PISCATAWAY – Each year, more than 80,000 residents come together at hundreds of public, school, and academic libraries throughout the State for New Jersey Makers Day, an annual celebration of STEM and maker culture.
According to a release, while the event will look different this year given public health restrictions in the wake of the Covid pandemic, the event’s organizers are planning a variety of engaging, family-friendly virtual activities for STEM enthusiasts of all ages.
The Seventh Annual New Jersey Makers Day will be March 19-20 and feature a variety of inspiring, family-friendly events, including Joylette Hylick, mathematician, author, and daughter of Katherine Johnson, profiled in “Hidden Figures;” Kathy Ceceri, award-winning writer and instructional designer; Dr. Madiha Jafri, systems engineer and STEM advocate; and Mike Carroll, elementary school teacher, entrepreneur and children’s author.
Events will also feature hands-on workshops on a variety of topics, like hacking origami, building bee abodes to conserve native pollinators, engineering with paper to make your own arcade-style game, and learning game design.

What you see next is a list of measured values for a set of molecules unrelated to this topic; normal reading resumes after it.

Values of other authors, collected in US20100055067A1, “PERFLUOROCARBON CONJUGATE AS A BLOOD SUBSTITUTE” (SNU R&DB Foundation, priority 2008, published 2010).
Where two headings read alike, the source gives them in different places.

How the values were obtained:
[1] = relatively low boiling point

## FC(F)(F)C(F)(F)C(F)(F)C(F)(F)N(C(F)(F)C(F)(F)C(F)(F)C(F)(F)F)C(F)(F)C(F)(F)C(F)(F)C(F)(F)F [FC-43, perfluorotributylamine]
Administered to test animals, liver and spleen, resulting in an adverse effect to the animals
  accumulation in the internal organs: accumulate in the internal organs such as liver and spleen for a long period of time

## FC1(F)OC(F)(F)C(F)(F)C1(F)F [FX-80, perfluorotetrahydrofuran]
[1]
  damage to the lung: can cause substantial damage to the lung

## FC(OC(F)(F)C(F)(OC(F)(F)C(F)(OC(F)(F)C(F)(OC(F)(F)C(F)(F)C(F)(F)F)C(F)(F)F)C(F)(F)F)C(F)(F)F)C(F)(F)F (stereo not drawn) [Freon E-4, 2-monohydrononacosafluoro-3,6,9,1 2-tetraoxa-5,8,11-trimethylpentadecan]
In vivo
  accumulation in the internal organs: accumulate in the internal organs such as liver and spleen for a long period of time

“When we are able to participate in hands-on creation and hear from real people about their experiences as innovators in business and education, it inspires us to learn and grow our own skills,” shares Kate Jaggers, president of the New Jersey Makers Day nonprofit organization and director of Highland Park Public Library.
“We’re so proud that New Jersey Makers Day events reach so many people statewide, and that more families and young people are able to explore new ways to engage with science, technology, engineering, math and the arts.”
There is a critical need for new workers in the STEM economy.
“The fast pace and growth of manufacturing technology has created a skill gap,” says Ted Toth, senior technical advisor for Rosenberger North America. “Supporting STEM helps to close some of the gaps.”
New Jersey Makers Day hopes to address this skills gap by inspiring the next generation of STEM students and professionals.
“STEM education and the practice of making are of paramount importance and are complementary in forming a strong basis for thought and problem solving,” says Daniel Brateris, director of Experiential Learning, New Jersey Institute of Technology.
“The STEM disciplines teach us to understand and model the world around us.”
New Jersey Makers Day events are free and open to all New Jersey residents statewide. The events will be live-streamed on njmakersday.org, YouTube, and Facebook Live. For more information, visit njmakersday.org/njmd-live.
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